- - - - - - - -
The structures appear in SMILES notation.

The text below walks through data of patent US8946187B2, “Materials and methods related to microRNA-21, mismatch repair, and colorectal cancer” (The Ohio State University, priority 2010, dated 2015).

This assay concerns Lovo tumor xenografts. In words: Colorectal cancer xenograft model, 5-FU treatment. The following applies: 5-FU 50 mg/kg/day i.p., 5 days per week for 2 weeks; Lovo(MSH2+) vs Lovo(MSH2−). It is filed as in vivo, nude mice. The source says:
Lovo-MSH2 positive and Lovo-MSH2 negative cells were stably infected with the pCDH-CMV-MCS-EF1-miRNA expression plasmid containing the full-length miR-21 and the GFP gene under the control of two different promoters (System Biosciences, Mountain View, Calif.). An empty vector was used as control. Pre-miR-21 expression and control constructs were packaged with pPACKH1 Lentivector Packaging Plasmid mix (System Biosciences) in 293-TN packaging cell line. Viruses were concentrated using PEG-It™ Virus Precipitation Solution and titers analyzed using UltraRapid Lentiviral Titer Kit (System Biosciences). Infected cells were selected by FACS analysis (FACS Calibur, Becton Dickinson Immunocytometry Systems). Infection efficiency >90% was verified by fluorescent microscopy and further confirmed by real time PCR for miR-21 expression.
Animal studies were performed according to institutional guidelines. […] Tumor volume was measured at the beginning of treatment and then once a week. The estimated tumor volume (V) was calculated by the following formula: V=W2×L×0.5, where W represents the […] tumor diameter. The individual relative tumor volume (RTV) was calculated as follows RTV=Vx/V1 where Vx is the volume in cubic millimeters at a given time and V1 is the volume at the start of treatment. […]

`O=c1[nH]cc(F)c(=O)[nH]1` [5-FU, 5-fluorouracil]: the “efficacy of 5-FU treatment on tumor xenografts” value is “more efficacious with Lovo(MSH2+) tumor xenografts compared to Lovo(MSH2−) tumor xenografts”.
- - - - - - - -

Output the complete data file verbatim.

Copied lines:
The structures appear in SMILES notation.

The text below walks through data of patent US8946187B2, “Materials and methods related to microRNA-21, mismatch repair, and colorectal cancer” (The Ohio State University, priority 2010, dated 2015).

This assay concerns Lovo tumor xenografts. In words: Colorectal cancer xenograft model, 5-FU treatment. The following applies: 5-FU 50 mg/kg/day i.p., 5 days per week for 2 weeks; Lovo(MSH2+) vs Lovo(MSH2−). It is filed as in vivo, nude mice. The source says:
Lovo-MSH2 positive and Lovo-MSH2 negative cells were stably infected with the pCDH-CMV-MCS-EF1-miRNA expression plasmid containing the full-length miR-21 and the GFP gene under the control of two different promoters (System Biosciences, Mountain View, Calif.). An empty vector was used as control. Pre-miR-21 expression and control constructs were packaged with pPACKH1 Lentivector Packaging Plasmid mix (System Biosciences) in 293-TN packaging cell line. Viruses were concentrated using PEG-It™ Virus Precipitation Solution and titers analyzed using UltraRapid Lentiviral Titer Kit (System Biosciences). Infected cells were selected by FACS analysis (FACS Calibur, Becton Dickinson Immunocytometry Systems). Infection efficiency >90% was verified by fluorescent microscopy and further confirmed by real time PCR for miR-21 expression.
Animal studies were performed according to institutional guidelines. […] Tumor volume was measured at the beginning of treatment and then once a week. The estimated tumor volume (V) was calculated by the following formula: V=W2×L×0.5, where W represents the […] tumor diameter. The individual relative tumor volume (RTV) was calculated as follows RTV=Vx/V1 where Vx is the volume in cubic millimeters at a given time and V1 is the volume at the start of treatment. […]

`O=c1[nH]cc(F)c(=O)[nH]1` [5-FU, 5-fluorouracil]: the “efficacy of 5-FU treatment on tumor xenografts” value is “more efficacious with Lovo(MSH2+) tumor xenografts compared to Lovo(MSH2−) tumor xenografts”.